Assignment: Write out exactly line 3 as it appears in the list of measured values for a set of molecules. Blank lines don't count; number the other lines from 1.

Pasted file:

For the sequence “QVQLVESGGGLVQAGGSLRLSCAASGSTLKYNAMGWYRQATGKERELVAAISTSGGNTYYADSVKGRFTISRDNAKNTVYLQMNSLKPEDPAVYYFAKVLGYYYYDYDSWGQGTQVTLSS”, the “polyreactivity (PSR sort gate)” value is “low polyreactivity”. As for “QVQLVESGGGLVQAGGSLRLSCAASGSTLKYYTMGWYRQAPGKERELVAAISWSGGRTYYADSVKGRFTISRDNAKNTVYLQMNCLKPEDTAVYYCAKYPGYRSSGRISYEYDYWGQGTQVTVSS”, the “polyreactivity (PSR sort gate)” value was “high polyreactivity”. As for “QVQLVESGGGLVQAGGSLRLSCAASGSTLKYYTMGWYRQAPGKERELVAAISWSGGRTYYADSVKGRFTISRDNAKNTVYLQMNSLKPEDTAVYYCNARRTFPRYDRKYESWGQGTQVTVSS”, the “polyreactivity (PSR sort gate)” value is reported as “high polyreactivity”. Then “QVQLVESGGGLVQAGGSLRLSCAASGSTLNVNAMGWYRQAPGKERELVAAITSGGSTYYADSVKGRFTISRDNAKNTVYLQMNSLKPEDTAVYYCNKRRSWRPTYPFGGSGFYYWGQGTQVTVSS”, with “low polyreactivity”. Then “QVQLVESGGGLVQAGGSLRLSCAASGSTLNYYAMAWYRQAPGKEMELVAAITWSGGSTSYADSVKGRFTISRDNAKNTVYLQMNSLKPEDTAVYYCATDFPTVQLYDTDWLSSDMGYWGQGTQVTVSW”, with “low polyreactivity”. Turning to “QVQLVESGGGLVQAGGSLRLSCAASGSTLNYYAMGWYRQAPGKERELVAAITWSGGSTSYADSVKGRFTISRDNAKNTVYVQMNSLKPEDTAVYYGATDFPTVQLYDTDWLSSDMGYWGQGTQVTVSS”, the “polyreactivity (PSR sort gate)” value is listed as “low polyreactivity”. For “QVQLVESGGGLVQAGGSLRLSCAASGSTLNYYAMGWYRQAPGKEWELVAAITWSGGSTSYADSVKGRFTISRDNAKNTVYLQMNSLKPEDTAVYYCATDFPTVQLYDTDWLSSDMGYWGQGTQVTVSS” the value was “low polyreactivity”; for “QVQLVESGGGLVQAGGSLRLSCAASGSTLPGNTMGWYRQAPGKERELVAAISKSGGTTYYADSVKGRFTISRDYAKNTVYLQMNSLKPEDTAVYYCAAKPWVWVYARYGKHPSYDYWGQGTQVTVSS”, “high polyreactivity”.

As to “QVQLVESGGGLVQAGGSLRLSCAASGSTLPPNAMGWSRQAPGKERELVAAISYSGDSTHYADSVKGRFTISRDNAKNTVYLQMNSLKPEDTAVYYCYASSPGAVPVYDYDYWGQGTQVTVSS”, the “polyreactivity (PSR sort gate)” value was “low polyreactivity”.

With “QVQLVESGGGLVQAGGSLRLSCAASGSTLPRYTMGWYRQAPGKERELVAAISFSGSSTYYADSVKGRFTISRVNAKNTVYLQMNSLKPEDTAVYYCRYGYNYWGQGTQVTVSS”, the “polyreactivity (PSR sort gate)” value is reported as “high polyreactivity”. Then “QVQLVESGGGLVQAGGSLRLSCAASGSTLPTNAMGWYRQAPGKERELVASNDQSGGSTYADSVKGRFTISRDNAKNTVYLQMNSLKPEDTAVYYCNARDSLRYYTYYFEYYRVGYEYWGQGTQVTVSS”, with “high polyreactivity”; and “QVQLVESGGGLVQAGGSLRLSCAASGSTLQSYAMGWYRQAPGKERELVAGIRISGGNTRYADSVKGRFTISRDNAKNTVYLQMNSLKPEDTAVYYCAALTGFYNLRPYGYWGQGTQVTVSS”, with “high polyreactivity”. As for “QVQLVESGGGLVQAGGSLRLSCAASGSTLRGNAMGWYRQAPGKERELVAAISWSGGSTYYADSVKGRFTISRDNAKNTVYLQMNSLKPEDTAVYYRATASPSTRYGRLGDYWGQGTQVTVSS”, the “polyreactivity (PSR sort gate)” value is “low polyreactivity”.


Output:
With “QVQLVESGGGLVQAGGSLRLSCAASGSTLPRYTMGWYRQAPGKERELVAAISFSGSSTYYADSVKGRFTISRVNAKNTVYLQMNSLKPEDTAVYYCRYGYNYWGQGTQVTVSS”, the “polyreactivity (PSR sort gate)” value is reported as “high polyreactivity”. Then “QVQLVESGGGLVQAGGSLRLSCAASGSTLPTNAMGWYRQAPGKERELVASNDQSGGSTYADSVKGRFTISRDNAKNTVYLQMNSLKPEDTAVYYCNARDSLRYYTYYFEYYRVGYEYWGQGTQVTVSS”, with “high polyreactivity”; and “QVQLVESGGGLVQAGGSLRLSCAASGSTLQSYAMGWYRQAPGKERELVAGIRISGGNTRYADSVKGRFTISRDNAKNTVYLQMNSLKPEDTAVYYCAALTGFYNLRPYGYWGQGTQVTVSS”, with “high polyreactivity”. As for “QVQLVESGGGLVQAGGSLRLSCAASGSTLRGNAMGWYRQAPGKERELVAAISWSGGSTYYADSVKGRFTISRDNAKNTVYLQMNSLKPEDTAVYYRATASPSTRYGRLGDYWGQGTQVTVSS”, the “polyreactivity (PSR sort gate)” value is “low polyreactivity”.